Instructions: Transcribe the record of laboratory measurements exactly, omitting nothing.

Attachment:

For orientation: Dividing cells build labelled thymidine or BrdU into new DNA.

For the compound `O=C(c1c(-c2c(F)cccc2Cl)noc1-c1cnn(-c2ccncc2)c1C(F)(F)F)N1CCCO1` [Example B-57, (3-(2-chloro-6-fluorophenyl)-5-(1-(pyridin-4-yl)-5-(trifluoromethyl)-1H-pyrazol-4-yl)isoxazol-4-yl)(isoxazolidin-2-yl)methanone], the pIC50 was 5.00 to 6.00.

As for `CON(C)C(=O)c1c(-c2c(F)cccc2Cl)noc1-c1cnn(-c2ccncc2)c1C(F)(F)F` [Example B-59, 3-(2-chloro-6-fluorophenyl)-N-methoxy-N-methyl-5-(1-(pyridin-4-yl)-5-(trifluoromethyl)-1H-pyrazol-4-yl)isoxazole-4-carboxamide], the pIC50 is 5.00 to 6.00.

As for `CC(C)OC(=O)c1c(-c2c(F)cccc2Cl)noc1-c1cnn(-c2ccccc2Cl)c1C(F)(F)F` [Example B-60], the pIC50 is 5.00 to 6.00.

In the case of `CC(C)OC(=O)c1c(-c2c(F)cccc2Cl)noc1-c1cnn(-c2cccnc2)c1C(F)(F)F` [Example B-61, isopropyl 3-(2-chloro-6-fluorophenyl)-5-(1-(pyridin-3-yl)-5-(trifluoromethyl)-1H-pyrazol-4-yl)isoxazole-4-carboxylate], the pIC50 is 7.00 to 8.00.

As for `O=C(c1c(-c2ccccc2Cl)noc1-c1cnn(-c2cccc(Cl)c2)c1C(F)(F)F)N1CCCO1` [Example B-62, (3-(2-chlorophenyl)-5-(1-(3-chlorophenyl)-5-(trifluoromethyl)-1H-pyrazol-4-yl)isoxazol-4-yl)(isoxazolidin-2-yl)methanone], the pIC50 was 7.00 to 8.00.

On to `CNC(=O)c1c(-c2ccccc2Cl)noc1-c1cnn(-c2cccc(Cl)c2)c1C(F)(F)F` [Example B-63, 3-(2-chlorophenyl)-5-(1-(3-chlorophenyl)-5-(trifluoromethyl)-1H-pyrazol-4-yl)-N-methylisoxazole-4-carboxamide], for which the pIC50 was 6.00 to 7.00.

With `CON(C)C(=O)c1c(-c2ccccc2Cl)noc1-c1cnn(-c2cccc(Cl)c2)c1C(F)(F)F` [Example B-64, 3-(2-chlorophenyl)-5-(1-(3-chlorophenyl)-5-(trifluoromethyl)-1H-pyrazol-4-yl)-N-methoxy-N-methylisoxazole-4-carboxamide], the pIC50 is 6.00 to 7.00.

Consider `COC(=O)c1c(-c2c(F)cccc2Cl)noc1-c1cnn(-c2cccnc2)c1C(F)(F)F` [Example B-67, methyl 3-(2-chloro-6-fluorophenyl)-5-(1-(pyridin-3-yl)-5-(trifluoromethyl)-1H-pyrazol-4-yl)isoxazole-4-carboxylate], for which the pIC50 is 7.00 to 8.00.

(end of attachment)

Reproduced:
For orientation: Dividing cells build labelled thymidine or BrdU into new DNA.

For the compound `O=C(c1c(-c2c(F)cccc2Cl)noc1-c1cnn(-c2ccncc2)c1C(F)(F)F)N1CCCO1` [Example B-57, (3-(2-chloro-6-fluorophenyl)-5-(1-(pyridin-4-yl)-5-(trifluoromethyl)-1H-pyrazol-4-yl)isoxazol-4-yl)(isoxazolidin-2-yl)methanone], the pIC50 was 5.00 to 6.00.

As for `CON(C)C(=O)c1c(-c2c(F)cccc2Cl)noc1-c1cnn(-c2ccncc2)c1C(F)(F)F` [Example B-59, 3-(2-chloro-6-fluorophenyl)-N-methoxy-N-methyl-5-(1-(pyridin-4-yl)-5-(trifluoromethyl)-1H-pyrazol-4-yl)isoxazole-4-carboxamide], the pIC50 is 5.00 to 6.00.

As for `CC(C)OC(=O)c1c(-c2c(F)cccc2Cl)noc1-c1cnn(-c2ccccc2Cl)c1C(F)(F)F` [Example B-60], the pIC50 is 5.00 to 6.00.

In the case of `CC(C)OC(=O)c1c(-c2c(F)cccc2Cl)noc1-c1cnn(-c2cccnc2)c1C(F)(F)F` [Example B-61, isopropyl 3-(2-chloro-6-fluorophenyl)-5-(1-(pyridin-3-yl)-5-(trifluoromethyl)-1H-pyrazol-4-yl)isoxazole-4-carboxylate], the pIC50 is 7.00 to 8.00.

As for `O=C(c1c(-c2ccccc2Cl)noc1-c1cnn(-c2cccc(Cl)c2)c1C(F)(F)F)N1CCCO1` [Example B-62, (3-(2-chlorophenyl)-5-(1-(3-chlorophenyl)-5-(trifluoromethyl)-1H-pyrazol-4-yl)isoxazol-4-yl)(isoxazolidin-2-yl)methanone], the pIC50 was 7.00 to 8.00.

On to `CNC(=O)c1c(-c2ccccc2Cl)noc1-c1cnn(-c2cccc(Cl)c2)c1C(F)(F)F` [Example B-63, 3-(2-chlorophenyl)-5-(1-(3-chlorophenyl)-5-(trifluoromethyl)-1H-pyrazol-4-yl)-N-methylisoxazole-4-carboxamide], for which the pIC50 was 6.00 to 7.00.

With `CON(C)C(=O)c1c(-c2ccccc2Cl)noc1-c1cnn(-c2cccc(Cl)c2)c1C(F)(F)F` [Example B-64, 3-(2-chlorophenyl)-5-(1-(3-chlorophenyl)-5-(trifluoromethyl)-1H-pyrazol-4-yl)-N-methoxy-N-methylisoxazole-4-carboxamide], the pIC50 is 6.00 to 7.00.

Consider `COC(=O)c1c(-c2c(F)cccc2Cl)noc1-c1cnn(-c2cccnc2)c1C(F)(F)F` [Example B-67, methyl 3-(2-chloro-6-fluorophenyl)-5-(1-(pyridin-3-yl)-5-(trifluoromethyl)-1H-pyrazol-4-yl)isoxazole-4-carboxylate], for which the pIC50 is 7.00 to 8.00.